Caesura, 2015

Cadence Series, 2015

Installation
Elizabeth Foundation Studio 814

 

Walt’s Ode (free verse)
“You windows whose transparent shells might expose so much! You doors and ascending steps! You arches!”
Fourteen 8” x 10” black and white prints on silver gelatin paper

Gee (ghazal, 2 stanzas)
Two segments each of 8” x 10” black and white prints on silver gelatin paper

< A (syllabic)
Nineteen 8” x 10” black and white prints on silver gelatin paper


A continued interest in formal rhyme schemes and an interdisciplinary exploration of the interweaving of poetic and visual arts structures influenced the development of  Caesura installed in the Elizabeth Foundation 814 studio in 2015. During the spring of 2012, the photographs were taken at rush hour aboard Metronorth trains (circa 1970–1990) leaving from Grand Central Terminal to and from Fairfield CT. The series is a metered meditation on time, motion and memory. It is in response to the chance word inscribed here and there by bored commuters, as they memorialized their journey.

An exhibition statement for the installed work, which consisted of the pieces Gee (ghazal), > A (syllabic) and Walt’s Ode (free verse) is a direct quote from The Art of Travel by Alain de Botton, as follows:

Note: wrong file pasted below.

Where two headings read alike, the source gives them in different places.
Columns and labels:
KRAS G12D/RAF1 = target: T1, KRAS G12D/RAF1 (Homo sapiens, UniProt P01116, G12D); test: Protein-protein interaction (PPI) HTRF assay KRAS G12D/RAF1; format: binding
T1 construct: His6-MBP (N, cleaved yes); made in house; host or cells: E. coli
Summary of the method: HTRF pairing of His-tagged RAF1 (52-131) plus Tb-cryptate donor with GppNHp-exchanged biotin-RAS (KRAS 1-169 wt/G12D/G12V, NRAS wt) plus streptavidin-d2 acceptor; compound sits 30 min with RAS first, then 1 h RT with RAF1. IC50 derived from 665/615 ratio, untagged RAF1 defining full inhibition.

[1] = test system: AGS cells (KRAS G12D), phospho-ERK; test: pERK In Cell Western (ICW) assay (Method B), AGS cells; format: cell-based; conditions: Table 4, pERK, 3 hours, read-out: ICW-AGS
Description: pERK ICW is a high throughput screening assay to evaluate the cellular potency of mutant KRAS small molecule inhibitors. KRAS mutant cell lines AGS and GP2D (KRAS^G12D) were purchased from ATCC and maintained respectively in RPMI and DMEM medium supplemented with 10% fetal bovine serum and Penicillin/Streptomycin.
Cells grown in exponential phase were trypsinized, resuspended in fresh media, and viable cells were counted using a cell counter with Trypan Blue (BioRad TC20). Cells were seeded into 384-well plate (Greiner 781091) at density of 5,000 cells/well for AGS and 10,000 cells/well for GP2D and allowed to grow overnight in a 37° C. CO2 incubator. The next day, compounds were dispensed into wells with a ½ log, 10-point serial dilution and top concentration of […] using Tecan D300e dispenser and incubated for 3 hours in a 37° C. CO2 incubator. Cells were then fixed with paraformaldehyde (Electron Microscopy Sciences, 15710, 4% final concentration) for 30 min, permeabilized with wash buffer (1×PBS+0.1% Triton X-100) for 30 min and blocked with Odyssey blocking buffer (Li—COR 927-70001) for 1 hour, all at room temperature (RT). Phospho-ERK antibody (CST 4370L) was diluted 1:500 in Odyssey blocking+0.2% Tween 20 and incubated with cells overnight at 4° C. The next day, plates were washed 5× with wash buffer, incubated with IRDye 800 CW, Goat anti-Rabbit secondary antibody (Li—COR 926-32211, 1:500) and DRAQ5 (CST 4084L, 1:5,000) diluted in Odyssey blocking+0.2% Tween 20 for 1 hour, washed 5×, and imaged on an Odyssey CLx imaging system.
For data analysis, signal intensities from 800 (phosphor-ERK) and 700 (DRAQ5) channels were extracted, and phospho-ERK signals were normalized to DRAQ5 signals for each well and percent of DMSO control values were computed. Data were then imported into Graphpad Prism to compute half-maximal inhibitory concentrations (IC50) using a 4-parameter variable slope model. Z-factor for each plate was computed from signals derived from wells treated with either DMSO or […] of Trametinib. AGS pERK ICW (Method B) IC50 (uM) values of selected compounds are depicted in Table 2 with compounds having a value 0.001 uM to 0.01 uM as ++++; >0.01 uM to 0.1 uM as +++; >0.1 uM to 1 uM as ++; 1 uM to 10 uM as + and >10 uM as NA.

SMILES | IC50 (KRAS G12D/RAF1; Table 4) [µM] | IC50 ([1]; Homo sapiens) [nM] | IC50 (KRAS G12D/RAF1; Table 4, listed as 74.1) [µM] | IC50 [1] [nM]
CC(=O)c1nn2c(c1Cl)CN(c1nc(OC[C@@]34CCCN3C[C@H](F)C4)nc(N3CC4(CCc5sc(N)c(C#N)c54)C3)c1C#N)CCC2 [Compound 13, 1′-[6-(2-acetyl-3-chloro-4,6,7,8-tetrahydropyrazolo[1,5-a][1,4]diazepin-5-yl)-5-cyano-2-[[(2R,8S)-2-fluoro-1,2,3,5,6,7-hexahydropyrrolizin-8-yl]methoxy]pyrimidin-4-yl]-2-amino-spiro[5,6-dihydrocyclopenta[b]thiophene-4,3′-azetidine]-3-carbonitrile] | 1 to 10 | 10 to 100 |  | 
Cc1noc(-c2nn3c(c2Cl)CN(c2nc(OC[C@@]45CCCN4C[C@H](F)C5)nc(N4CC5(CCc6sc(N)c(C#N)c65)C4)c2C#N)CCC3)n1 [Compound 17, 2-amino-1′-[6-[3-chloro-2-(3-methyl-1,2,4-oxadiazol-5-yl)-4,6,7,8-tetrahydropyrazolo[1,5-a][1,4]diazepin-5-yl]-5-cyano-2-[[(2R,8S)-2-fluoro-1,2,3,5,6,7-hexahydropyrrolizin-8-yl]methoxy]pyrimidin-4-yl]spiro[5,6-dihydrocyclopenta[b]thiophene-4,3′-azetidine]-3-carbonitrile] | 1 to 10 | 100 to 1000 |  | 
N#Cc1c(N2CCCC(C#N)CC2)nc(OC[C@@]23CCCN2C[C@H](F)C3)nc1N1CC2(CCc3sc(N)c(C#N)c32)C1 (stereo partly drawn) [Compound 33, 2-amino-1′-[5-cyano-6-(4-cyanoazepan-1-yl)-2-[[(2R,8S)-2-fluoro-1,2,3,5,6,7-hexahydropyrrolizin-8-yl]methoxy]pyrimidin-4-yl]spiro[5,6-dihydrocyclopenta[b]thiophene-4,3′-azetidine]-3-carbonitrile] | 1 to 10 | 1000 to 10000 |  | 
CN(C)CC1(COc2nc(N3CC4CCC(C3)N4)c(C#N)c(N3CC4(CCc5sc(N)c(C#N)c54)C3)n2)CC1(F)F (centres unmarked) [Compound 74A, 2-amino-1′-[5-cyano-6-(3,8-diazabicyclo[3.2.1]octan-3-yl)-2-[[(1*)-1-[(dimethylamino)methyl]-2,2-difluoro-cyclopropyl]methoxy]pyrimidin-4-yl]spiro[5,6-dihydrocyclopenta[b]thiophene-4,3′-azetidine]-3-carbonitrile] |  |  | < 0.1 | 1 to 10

Of all modes of transport, the train is perhaps the best aid to thought. The views have none of the potential monotony of those on a ship or a plane, moving quickly enough to allow us to identify objects. They offer us brief, inspiring glimpses into private domains, letting us see a woman at the precise moment when she takes a cup from a shelf in her kitchen, then carrying us on to a patio where a man is sleeping and to a park where a child is catching a ball thrown by a figure we cannot see.

At the end of the hours of train-dreaming, we may feel we have been returned to ourselves – that is, brought back into contact with emotions and ideas of importance to us. It is not necessarily at home that we best encounter our true selves. The furniture insists that we cannot change because it does not: the domestic setting keeps us tethered to the person we are in ordinary life, who may not be who we essentially are.

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